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SCOT LEHIGH

Beacon Hill loyalty oath

IN THE State House debate over whether, as House speaker, Sal DiMasi will suddenly discover his inner process liberal or comport himself as the arm-twisting patronage-pushing pol he has long been, several clues have just emerged.

Let's label the largest one House Speaker Pro Tempore Thomas Petrolati.

Two weeks ago, DiMasi and Senate President Robert Travaglini met with some journalists to discuss their proposed legislative reorganization. This columnist came skeptical about the need for another House leadership position, particularly one with a $15,000 stipend.

But hearing DiMasi discourse about its value, one could have been forgiven for wondering how the Commonwealth has survived these several centuries without a House speaker pro tempore.

"Institutional knowledge needs to be maintained so that we can know what we have done before, how successful it was, and the history of legislation and the history of this body," said the speaker, describing the role the shadow speaker would play. And besides, the Senate already has a president pro tempore.

Of course, it's also true that if the Senate were a community, it would be Lake Wobegon, where every child is above average. In the Senate, every Democrat is a leader. Or at least a member of leadership. It's a place where there are almost more human chairs than wooden ones.

The Senate president pro tempore is Stanley Rosenberg. That post was created for Rosenberg after he was outmaneuvered for the top job by Robert Travaglini, a more skilled inside player. Still, it's hard to begrudge Rosenberg the position. A former Ways and Means Committee chairman, he is recognized as one of the most knowledgeable members of the Senate.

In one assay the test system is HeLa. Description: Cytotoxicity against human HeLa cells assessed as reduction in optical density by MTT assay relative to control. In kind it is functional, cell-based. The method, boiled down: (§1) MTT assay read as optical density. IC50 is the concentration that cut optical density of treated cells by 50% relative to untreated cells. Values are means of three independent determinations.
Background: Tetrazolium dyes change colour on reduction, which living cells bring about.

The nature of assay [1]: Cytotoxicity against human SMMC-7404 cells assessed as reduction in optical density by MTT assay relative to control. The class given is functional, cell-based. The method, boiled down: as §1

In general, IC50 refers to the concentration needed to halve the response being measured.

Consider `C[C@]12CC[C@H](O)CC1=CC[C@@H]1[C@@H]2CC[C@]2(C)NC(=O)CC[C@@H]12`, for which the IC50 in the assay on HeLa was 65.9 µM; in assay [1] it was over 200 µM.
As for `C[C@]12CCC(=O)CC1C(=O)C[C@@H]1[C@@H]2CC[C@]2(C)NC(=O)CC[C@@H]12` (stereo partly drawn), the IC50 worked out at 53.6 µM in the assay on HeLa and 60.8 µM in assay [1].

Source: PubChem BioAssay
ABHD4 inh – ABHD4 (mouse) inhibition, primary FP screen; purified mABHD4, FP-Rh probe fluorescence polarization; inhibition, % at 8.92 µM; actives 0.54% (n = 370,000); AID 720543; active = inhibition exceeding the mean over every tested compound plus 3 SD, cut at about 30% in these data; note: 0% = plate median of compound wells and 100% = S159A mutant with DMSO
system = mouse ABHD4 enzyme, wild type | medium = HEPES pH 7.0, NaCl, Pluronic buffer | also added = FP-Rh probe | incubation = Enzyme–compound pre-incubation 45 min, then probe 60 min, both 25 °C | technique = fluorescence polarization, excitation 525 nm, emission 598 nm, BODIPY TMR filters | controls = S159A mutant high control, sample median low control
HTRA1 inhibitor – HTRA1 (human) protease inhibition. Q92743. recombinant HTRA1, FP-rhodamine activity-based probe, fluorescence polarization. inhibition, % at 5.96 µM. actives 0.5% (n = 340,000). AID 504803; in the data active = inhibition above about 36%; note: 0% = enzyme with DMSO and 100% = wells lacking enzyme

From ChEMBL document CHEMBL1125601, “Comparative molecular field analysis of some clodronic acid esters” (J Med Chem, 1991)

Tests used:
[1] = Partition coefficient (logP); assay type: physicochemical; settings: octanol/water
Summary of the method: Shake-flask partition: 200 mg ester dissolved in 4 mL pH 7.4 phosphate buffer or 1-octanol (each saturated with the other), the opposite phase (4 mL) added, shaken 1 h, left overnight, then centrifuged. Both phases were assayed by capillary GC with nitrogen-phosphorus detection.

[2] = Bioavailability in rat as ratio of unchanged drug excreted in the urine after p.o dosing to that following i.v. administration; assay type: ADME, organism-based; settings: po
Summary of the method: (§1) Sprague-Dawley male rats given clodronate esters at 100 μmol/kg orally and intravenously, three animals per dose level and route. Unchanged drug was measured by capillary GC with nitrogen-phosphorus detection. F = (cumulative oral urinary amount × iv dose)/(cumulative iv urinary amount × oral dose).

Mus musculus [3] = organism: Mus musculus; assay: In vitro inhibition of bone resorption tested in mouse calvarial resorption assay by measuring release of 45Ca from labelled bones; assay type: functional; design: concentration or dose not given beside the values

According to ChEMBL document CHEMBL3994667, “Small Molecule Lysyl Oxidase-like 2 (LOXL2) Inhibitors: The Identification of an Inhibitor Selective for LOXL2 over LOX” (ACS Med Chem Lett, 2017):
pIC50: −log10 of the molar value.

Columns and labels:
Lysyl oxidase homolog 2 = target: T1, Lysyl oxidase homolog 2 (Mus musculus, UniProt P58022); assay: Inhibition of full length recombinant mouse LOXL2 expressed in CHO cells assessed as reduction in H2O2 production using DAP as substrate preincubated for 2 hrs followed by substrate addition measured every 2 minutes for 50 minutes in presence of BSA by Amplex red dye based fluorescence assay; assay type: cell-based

But on the House side, even before the new role was created, word was circulating that it was wired for DiMasi's pal and Mini-Me. That is, Tommy Petrolati. Now, Petro is a gregarious guy in a back-slapping, share-a-laugh-in-the-hallway kind of way, but a legislative Socrates he is not. Ask what qualifies him for a top leadership spot and skittish members shrug, grimace, roll their eyes, or turn their palms heavenward in a desperate game of corridor charades whose purpose is to avoid uttering anything that might be pinned to paper.

So back in that meeting, I asked DiMasi: Given his expansive rhetoric about the importance of the new position, we could expect a person widely recognized as an extraordinarily talented legislator, right? The speaker hemmed. And started to haw. The staff interrupted, saving him from answering.

I did, however, get a reply to this query: Was it true that the new post was being created for Petro?

"I haven't made any decisions at all," DiMasi claimed. "I am considering maybe 10 people for that position right now."

Imagine the shock, then, when on Monday the speaker announced his choice for speaker pro tempore: Thomas M. Petrolati.

The appointment raises this question: What, exactly, won Petro the job? (And this more fanciful query: Who were the nine legislators judged less able?)

"Tom Petrolati is an experienced legislator and he is [from] Springfield, which is in the west," explained the speaker, expatiating about the need to better represent the Massachusetts frontier.

Now, Napoleon might just believe that geography is destiny, but on Beacon Hill, everyone knows it was Petrolati's unswerving loyalty that carried the day.

Pressed further, DiMasi deflected, noting his appointment of two African-American members to lower leadership positions: Byron Rushing as assistant majority whip and Marie St. Fleur as vice chairman of Ways and Means.

"You should pay attention to those factors as well as the others," the speaker counseled. Balance the bad with the good, in other words?

OK. To be fair, it is true that DiMasi has both diversified the House leadership and recalled some of the liberals from the lonely Finneranian Siberia where they have long chilled their toes. But let's not lose sight of the problematic, either.

The speaker argued for the creation of a big new leadership job with a handsome stipend, selling it as important to an effectively run House. He then delivered it to a loyal but undistinguished crony.

Put another way, when it comes to the question of whether we'll get the same old Sal or a late-blooming reformer, the appointment of Petro was decidedly retro.

Scot Lehigh's e-mail address is lehigh@globe.com. 

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